Why drinking water is so important for your kidneys

It’s vital to hydrate properly to keep your kidneys running smoothly, and avoid developing painful conditions such as kidney stones.

Kidney health

We all know that we’re supposed to stay hydrated by drinking plenty of water and other fluids throughout the day. Water is vital for every part of your body to function, and dehydration is bad for you as it stops the various systems in your body from working properly. Your kidneys are particularly reliant on getting enough water to work properly in extracting waste from your body. Drinking enough water is vital for good kidney health – but why?

What do my kidneys do?

The kidneys are responsible for many important and highly complex processes that take place continuously in your body to keep you alive. They filter your blood and remove waste products and excess fluid. They regulate the levels of salt, potassium and acid in your body. 

They also produce hormones that regulate your blood pressure and control the production of red blood cells. Water is vital to enable your kidneys to keep doing all of these jobs. 

When you are properly hydrated, it also keeps your blood vessels open so that oxygen and nutrients can travel freely to the organs that need them, including your kidneys1.

Drinking enough water

To help you make sure you’re drinking enough water, it’s best to listen to your body. Drink enough water (and other healthy fluids such as juice, milk and tea) to quench your thirst and keep your urine light yellow or colourless. While some people recommend drinking eight glasses of water per day, this is just a general rule and everyone is different.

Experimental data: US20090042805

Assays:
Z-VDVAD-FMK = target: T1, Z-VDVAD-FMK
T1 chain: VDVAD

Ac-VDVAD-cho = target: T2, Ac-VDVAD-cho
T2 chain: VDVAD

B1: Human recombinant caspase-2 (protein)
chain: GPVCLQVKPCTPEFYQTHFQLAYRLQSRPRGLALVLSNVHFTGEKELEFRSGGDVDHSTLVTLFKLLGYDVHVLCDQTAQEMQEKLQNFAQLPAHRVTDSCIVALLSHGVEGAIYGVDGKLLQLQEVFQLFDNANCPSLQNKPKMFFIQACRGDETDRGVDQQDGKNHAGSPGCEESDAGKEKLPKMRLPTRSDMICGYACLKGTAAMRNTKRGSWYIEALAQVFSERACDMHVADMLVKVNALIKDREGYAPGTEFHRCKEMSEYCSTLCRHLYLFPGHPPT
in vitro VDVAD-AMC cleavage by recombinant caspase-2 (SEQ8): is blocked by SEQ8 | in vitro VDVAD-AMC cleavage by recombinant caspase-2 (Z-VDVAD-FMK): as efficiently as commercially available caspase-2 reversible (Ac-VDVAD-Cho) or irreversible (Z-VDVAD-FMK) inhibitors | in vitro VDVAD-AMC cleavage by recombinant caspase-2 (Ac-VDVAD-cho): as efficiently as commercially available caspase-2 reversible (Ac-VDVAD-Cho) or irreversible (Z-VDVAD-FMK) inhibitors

Sometimes you’ll need less than this and sometimes you’ll need more. If it’s particularly hot or if you’re exercising regularly, you’ll need extra water to replenish what you lose through sweating. Isotonic sports drinks can help you hydrate faster during or after strenuous exercise but shouldn’t be a replacement for water outside of these times.

How to avoid UTIs and kidney stones

Kidney health

Your kidneys and urinary system are susceptible to various uncomfortable conditions, including urinary tract infections (UTIs) and kidney stones. You can reduce your risk of developing both of these common complaints by drinking plenty of water and staying well hydrated. 

In the case of UTIs, water helps to dissolve the antibiotics used to treat UTIs and makes them more effective. Drinking enough water also helps produce more urine, which helps to flush out infection-causing bacteria2.

Drinking enough water and staying hydrated is one of the best things you can do to avoid kidney stones. Kidney stones are less likely to form if there is plenty of fluid in your urinary system2

Around half of people who have had kidney stones will get them again within five years, so if you’ve experienced this painful condition before it’s particularly important to make sure you always drink plenty of water3.

All about kidney stones

Kidney stones is a common condition. It affects around three in 20 men and two in 20 women3, and it appears to be on the rise among people of all ages4. They form when there is an excess of waste material, salt or minerals in the kidneys, which clump together to form ‘stones’. Some go undetected and pass out painlessly in the urine, but more commonly they get stuck and block part of the urinary system. This causes severe abdominal pain and can lead to a urinary tract infection (UTI)3.

Most cases of kidney stones can be treated with medication, but larger kidney stones may need to be broken up using ultrasound or laser treatment. In some cases, keyhole surgery is needed to remove the kidney stone directly. You can find out more about the prevention and treatment of kidney stones in this Q&A with Mr Ben Grey, a BMI Consultant Urological Surgeon.

To find out more call us on 0808 101 0337 

or make an online enquiry.

Source
1https://www.kidney.org/kidneydisease/howkidneyswrk
2https://www.kidney.org/content/6-tips-be-water-wise-healthy-kidneys
3http://www.nhs.uk/Conditions/Kidney-stones/Pages/Introduction.aspx
4https://www.kidney.org/atoz/content/kidneystones

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